Charles Leonard Woolley

The following article is from The Great Soviet Encyclopedia (1979). It might be outdated or ideologically biased.

Woolley, Charles Leonard


Born Apr. 17, 1880, in London; died there Feb. 20, 1960. English archaeologist.

From 1907 to 1912 Woolley took part in excavations in Nubia, and from 1912 to 1914 and in 1919 he participated in the excavations at Carchemish on the Euphrates. In 1921 and 1922 he directed the excavations at Tell el-Amarna. Between 1922 and 1934 he directed the work of the Anglo-American archaeological expedition at Ur, which discovered the temple household archives (28th century B.C.), royal tombs of the first dynasty of Ur, a number of temples, the royal household archives of the third dynasty of Ur, and numerous inscriptions. The excavations at Ur made it possible to establish the general outlines of the history of this city-state. From 1936 to 1939 and from 1946 to 1949, Woolley conducted excavations of Alalakh in Turkey. In his historical reconstructions Woolley idealized the social system and culture of the ancient states of Mesopotamia.


The Sumerians. Oxford, 1928.
A Forgotten Kingdom. London-Melbourne-Baltimore, 1953.
Ur khaldeev. Moscow, 1961. (Translated from English.)


Iraq, 1960, vol. 22.
The Great Soviet Encyclopedia, 3rd Edition (1970-1979). © 2010 The Gale Group, Inc. All rights reserved.
References in periodicals archive ?
As important as the stories of the objects were the people who made them, discovered them, promoted them, or otherwise animated them, shaping their place in the world through a sensational press release (in the case of the archaeologist Charles Leonard Woolley, who desperately wanted Mesopotamia to compete with the Egyptomania triggered by the discovery of King Tut's tomb in 1922), a fast-paced detective fiction (Agatha Christie worked on Woolley's dig, where she met her second husband, Max Mallowan, as well as Woolley's wife, the model for her victim in the Hercule Poirot mystery Murder in Mesopotamia), or an erudite interpretation (as exemplified by Henri Frankfort, who spoke of Sumerian artifacts never in terms of primitivism but always in the language of fine art).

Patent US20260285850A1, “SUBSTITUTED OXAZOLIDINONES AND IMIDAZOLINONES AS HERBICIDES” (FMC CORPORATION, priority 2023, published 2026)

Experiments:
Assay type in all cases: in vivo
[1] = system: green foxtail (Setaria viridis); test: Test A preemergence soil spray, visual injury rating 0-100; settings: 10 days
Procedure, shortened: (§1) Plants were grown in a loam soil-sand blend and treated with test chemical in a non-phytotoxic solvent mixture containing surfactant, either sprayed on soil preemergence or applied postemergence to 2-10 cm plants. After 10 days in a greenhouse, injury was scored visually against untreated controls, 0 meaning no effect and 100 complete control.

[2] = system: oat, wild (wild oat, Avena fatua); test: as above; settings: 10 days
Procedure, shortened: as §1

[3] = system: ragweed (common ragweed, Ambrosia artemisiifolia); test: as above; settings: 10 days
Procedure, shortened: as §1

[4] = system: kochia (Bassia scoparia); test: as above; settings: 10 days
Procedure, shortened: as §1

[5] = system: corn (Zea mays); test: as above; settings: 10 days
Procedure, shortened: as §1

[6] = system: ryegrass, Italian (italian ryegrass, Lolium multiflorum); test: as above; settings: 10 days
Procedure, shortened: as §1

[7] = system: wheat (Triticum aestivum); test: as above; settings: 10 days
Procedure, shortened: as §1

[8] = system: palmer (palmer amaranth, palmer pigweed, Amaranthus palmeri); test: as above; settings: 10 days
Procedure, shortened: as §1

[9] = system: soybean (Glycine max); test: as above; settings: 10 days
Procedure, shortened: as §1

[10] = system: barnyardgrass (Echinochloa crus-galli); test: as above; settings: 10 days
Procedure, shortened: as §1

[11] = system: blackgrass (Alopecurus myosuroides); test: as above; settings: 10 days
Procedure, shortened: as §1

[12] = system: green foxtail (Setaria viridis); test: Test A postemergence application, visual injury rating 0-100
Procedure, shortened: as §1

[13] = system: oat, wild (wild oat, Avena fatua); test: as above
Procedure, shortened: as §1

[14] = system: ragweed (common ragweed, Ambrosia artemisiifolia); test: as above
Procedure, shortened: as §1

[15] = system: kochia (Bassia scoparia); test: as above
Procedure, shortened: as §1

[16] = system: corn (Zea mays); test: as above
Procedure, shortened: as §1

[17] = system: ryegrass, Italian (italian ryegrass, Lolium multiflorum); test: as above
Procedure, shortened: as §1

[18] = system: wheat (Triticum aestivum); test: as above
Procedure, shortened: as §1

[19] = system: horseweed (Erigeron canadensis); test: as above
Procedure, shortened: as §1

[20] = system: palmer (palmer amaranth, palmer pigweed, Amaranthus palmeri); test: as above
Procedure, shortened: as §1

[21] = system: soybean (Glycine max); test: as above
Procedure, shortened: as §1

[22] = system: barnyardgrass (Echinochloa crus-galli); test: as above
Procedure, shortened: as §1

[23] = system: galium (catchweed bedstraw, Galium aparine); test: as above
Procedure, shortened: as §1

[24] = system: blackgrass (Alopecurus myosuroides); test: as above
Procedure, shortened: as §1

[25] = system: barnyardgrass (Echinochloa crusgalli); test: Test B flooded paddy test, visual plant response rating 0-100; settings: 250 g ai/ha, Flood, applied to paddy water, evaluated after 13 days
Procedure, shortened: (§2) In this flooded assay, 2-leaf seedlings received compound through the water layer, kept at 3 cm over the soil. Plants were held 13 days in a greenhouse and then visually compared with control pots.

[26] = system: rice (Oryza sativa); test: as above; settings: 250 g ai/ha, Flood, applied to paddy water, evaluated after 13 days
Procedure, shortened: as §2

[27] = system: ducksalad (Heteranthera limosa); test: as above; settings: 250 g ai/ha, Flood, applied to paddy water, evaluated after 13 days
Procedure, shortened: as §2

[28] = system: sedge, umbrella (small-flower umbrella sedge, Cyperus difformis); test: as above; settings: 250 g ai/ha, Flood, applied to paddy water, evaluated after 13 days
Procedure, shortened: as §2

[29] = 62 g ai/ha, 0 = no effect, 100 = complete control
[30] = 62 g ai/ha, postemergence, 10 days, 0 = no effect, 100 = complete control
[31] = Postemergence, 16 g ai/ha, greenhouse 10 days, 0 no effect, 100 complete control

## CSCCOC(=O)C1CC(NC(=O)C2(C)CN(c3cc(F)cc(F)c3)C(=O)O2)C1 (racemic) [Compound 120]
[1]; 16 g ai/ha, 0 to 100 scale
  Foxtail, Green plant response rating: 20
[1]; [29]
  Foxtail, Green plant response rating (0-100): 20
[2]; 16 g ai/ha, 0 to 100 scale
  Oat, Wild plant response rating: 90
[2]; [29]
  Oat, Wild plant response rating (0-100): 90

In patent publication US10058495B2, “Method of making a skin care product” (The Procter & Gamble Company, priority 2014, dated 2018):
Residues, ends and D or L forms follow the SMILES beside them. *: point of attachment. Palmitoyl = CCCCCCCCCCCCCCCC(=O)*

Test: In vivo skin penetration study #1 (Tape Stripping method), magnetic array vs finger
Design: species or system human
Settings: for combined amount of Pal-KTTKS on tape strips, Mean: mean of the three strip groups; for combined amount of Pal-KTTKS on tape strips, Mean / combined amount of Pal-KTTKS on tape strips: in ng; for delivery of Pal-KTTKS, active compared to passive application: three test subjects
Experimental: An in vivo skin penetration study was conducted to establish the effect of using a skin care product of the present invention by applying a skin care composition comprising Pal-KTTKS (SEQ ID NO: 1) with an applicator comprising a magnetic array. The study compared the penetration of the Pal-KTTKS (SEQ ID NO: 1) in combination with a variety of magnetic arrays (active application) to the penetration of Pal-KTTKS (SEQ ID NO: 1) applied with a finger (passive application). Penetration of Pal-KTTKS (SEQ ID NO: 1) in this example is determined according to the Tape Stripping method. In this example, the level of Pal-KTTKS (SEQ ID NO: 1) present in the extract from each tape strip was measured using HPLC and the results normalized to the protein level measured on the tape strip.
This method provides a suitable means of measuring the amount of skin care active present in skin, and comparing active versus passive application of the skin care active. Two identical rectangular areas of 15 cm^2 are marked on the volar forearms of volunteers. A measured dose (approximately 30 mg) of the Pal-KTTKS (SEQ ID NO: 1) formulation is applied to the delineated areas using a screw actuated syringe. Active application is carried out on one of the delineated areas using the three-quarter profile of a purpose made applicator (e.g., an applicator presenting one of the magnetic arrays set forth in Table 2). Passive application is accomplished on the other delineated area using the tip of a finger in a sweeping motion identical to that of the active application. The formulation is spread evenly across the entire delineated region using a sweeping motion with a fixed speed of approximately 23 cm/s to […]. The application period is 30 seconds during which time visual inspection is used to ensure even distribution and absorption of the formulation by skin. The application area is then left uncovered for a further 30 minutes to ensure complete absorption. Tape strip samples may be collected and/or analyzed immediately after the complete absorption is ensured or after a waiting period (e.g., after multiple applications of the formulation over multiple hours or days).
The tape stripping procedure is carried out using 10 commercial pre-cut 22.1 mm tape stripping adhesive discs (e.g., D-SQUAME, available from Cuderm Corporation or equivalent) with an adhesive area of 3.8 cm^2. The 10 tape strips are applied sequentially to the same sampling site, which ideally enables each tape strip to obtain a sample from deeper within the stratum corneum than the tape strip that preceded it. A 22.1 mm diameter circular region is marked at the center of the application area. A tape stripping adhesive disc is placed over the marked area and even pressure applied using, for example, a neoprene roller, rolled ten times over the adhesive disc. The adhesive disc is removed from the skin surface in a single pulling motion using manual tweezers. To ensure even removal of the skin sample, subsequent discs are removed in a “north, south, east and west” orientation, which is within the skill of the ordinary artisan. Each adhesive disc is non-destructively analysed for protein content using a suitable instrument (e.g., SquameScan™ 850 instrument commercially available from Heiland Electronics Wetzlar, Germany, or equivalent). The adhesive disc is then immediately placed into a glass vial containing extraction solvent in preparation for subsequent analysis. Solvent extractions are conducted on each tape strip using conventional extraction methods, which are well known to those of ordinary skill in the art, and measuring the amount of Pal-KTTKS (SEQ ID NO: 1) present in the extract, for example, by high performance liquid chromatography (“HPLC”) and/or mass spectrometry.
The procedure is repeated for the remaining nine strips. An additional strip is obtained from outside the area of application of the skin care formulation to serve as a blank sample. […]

The lyre would have been lost to culture had it not been for the ingenuity of British archaeologist Charles Leonard Woolley, who upon its discovery took careful measures to preserve the measurements of the sound box, which had disintegrated over time, so that we can see the fully restored lyre today.
British archaeologist Charles Leonard Woolley found some of the greatest treasures of antiquity at Ur, including a golden dagger encrusted with lapis lazuli, an intricately carved golden statue of a ram caught in a thicket, a lyre decorated with a bull's head and the gold headdress of a Sumerian queen.